• Similar to geometry method STCentroid()
• Not always reliable for placing labels on shapes, but no geography equivalent to STPointOnSurface.

Syntax: geo1.STEnvelopeCentre()

Example use: Centre the Map display around this object. Or perhaps Find the approximate centre of a lot of Points in a MultiPoint object.

```-- ==< Samples for STEnvelopeCentre being equivalent of STCentroid & STPointOnSurface >==
-- Sample 1: STEnvelopeCentre is not a perfect geometric centre
DECLARE @g AS GEOGRAPHY;
-- SET @g = 'POLYGON( (1 1, 9 1, 9 9, 1 9, 1 1),(4 4, 4 6, 6 6, 6 4, 4 4))'  --
-- SET @g = 'POLYGON( (1 1, 90 1, 90 90, 1 90, 1 1),(4 4, 4 6, 6 6, 6 4, 4 4))'    -- Interesting to see how far the centre moves when you remove the inner ring in lower left
SET @g = 'POLYGON( (10 1, 90 1, 90 90, 1 90, 10 1))'    -- Interesting to see Centre is oval shaped at 55 Degrees

SELECT @g as Geo, @g.ToString() as WKT, 'Exterior' as Method
UNION ALL
SELECT @g.EnvelopeCenter().STBuffer(200000), @g.EnvelopeCenter().ToString(), 'EnvelopeCenter'
Go

-- Sample 2: EnvelopeCenter is not quite the same as Geometry's STCentroid method
DECLARE @g AS GEOGRAPHY;
SET @g = 'POLYGON( (1 1, 2 1, 5 3, 7 6, 5 9, 2 11, 1 11, 5 6, 1 1))'
SELECT @g as Geo, @g.ToString() as WKT, 'Exterior' as Method
UNION ALL
SELECT @g.EnvelopeCenter().STBuffer(20000), @g.EnvelopeCenter().ToString(), 'EnvelopeCenter'
go

-- Sample 3: It works with lines
DECLARE @g AS GEOGRAPHY;
SET @g = 'LINESTRING( 1 1, 2 1, 5 3, 7 6, 5 9, 2 11, 1 11, 5 6, 1 1)'
SELECT @g as Geo, @g.ToString() as WKT, 'Exterior' as Method
UNION ALL
SELECT @g.EnvelopeCenter().STBuffer(20000), @g.EnvelopeCenter().ToString(), 'EnvelopeCenter'
go

-- Sample 4: It works with Points - but notice it is in a different position.
DECLARE @g AS GEOGRAPHY;
SET @g = 'MULTIPOINT( (1 1), (2 1), (5 3), (7 6), (5 9), (2 11), (1 11), (5 6), (1 1))'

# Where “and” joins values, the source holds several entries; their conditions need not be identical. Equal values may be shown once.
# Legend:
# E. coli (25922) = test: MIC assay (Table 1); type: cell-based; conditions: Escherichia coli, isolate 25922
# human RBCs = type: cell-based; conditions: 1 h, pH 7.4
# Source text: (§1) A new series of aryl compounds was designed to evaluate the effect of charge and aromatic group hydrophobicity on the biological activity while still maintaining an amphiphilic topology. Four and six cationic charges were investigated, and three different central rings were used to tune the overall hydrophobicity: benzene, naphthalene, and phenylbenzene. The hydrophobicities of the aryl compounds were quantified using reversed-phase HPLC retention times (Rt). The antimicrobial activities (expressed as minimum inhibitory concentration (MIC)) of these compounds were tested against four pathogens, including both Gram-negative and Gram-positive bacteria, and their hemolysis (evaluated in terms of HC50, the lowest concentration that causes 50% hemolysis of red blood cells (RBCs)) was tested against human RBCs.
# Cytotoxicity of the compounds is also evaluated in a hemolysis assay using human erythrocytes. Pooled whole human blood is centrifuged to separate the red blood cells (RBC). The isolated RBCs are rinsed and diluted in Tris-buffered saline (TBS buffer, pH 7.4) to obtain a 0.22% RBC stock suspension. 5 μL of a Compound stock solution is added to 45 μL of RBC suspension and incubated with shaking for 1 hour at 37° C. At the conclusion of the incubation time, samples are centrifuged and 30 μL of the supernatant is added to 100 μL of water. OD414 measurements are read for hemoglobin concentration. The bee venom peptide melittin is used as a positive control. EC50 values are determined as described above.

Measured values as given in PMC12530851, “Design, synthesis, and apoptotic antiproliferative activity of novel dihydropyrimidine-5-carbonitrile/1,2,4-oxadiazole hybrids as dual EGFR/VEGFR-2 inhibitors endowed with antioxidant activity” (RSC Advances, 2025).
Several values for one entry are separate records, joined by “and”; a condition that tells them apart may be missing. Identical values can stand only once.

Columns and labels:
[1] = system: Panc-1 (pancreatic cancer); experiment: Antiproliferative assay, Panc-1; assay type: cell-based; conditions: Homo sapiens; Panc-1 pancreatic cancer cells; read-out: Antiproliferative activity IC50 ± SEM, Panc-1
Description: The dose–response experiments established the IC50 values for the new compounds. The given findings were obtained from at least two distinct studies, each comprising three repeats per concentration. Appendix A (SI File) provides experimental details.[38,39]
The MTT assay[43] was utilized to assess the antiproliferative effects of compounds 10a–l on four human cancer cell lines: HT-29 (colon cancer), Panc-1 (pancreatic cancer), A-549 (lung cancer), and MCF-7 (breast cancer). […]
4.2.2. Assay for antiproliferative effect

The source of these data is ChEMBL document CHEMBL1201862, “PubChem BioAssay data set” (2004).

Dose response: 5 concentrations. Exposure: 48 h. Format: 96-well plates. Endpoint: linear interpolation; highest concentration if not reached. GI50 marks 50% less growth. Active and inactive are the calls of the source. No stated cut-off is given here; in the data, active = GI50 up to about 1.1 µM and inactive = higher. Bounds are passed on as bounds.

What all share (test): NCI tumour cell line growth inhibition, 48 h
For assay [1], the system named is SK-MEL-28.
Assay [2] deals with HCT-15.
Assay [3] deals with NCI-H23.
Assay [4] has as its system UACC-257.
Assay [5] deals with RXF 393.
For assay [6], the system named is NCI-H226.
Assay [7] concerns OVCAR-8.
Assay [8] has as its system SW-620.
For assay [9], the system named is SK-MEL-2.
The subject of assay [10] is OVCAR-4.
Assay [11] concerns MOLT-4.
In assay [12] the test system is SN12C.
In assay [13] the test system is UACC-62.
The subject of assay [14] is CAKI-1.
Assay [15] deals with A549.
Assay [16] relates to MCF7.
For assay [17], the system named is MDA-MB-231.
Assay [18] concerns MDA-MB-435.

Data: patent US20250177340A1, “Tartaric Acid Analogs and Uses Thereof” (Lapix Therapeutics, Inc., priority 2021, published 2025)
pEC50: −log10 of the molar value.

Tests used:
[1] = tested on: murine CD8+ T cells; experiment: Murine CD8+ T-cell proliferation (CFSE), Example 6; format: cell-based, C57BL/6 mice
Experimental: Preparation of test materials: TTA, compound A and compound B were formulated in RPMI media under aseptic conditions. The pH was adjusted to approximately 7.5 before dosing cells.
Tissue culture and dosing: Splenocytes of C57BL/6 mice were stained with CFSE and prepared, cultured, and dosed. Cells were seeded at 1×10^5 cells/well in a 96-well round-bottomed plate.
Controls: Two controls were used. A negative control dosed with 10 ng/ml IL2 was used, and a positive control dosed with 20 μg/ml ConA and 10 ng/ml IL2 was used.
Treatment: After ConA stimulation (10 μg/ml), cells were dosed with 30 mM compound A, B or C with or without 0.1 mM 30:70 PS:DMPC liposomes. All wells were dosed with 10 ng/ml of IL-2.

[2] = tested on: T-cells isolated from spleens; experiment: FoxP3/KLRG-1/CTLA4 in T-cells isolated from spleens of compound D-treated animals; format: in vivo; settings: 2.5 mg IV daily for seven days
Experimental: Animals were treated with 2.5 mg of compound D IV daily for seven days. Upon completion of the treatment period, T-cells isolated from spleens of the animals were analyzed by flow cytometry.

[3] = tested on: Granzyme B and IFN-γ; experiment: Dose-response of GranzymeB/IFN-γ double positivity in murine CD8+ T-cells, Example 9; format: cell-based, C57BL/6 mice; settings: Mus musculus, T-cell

SELECT @g.STBuffer(15000) as Geo, @g.ToString() as WKT, 'Exterior' as Method
UNION ALL
SELECT @g.EnvelopeCenter().STBuffer(20000), @g.EnvelopeCenter().ToString(), 'EnvelopeCenter'
```

Method .STBoundary()

• Returns :-
• Perimeter of a polygon, as a Linestring
• Start/End Points of a Line. As a MultiPoint( (End X,Y), (Start X,Y) )
• NB: If the line is closed ie: Start & End are the same, then returns Empty
• Works with Geometry objects only. It is not a method of Geography Objects.

Syntax: geo1.STBoundary(geo2)

Example use: Handy to convert a Polygon to Line

```-- ========< Test 1 - Closed Shapes - Polygon >=========================================
DECLARE @g geometry;
SET @g = geometry::STGeomFromText('Polygon((0 0, 2 0, 4 3, 2 2, 0 2,0 0))', 0);
-- Show Boundary of a Polygon
SELECT @g.STBoundary(),@g.STBoundary().ToString(), 'STBoundary of Polygons'
go

-- ========< Test 1 - Closed Shapes - Closed Line = Empty >=========================================
DECLARE @g geometry;
SET @g = geometry::STGeomFromText('Polygon((0 0, 2 0, 4 3, 2 2, 0 2,0 0))', 0);
-- Show Boundary of a Closed LineString = Empty
SELECT @g.STBoundary().STBoundary(),@g.STBoundary().STBoundary().ToString(), 'STBoundary of Closed LineStrings';
go

-- ========< Test 2 - Open Lines & Points >===================================
DECLARE @g geometry;
SET @g = geometry::STGeomFromText('MULTILINESTRING( (1 0, 2 0, 2 2, 0 2, 0 0, 1 1),                                  (5 7, 7 7, 7 9, 5 9, 5 7),                                  (11 1, 13 1, 13 3, 11 3, 11 1, 9 4 ) )', 0);

-- Show Boundary of a MultiLineString is just End & Start Points.
SELECT @g,@g.ToString()
UNION ALL
-- Note: Closed LineStrings aren't there.
SELECT @g.STBoundary().STBuffer(0.1),@g.STBoundary().ToString()
UNION ALL
-- Show Boundary of Points = Empty
SELECT @g.STBoundary().STBoundary(),@g.STBoundary().STBoundary().ToString();
```

For more info see SQL Server 2008 Books Online Geometry Data Type Method Reference

Please give feedback. Is this series of articles useful? Did it save you time? What was good, What could be better?, Notice any errors? What would you like me to cover? All thoughts, comments, suggestions welcome.

1. Connie Leung says:

Thanks for the post, it is very imformative.

For union many rows, you can actually make use of sql inner join instead of looping through each record, below is the sample code (same logic applies to geometry):

–initialized

Declare @MergedGeog geography

select top(1) @MergedGeog=geog from geo_district

–perform the merge

Select @MergedGeog=@MergedGeog.STUnion(ISNULL(geog,@MergedGeog))

from (

Select geog from  geo_district

) k

–return merged polygon

select @MergedGeog

Hope that makes sense

Connie

2. Akthar says:

You are awesome man, I feel Like I struck gold, I have been looking for Geography Data Type examples and your explanation is very simple and meaningful.

Thanks a lot

3. HotRodD says:

Davele – I have dozens of polygons that share boarders and segments of lines that create a path through them. Is there a way to get all the segments inside a polygon without testing each for "point in polygon"?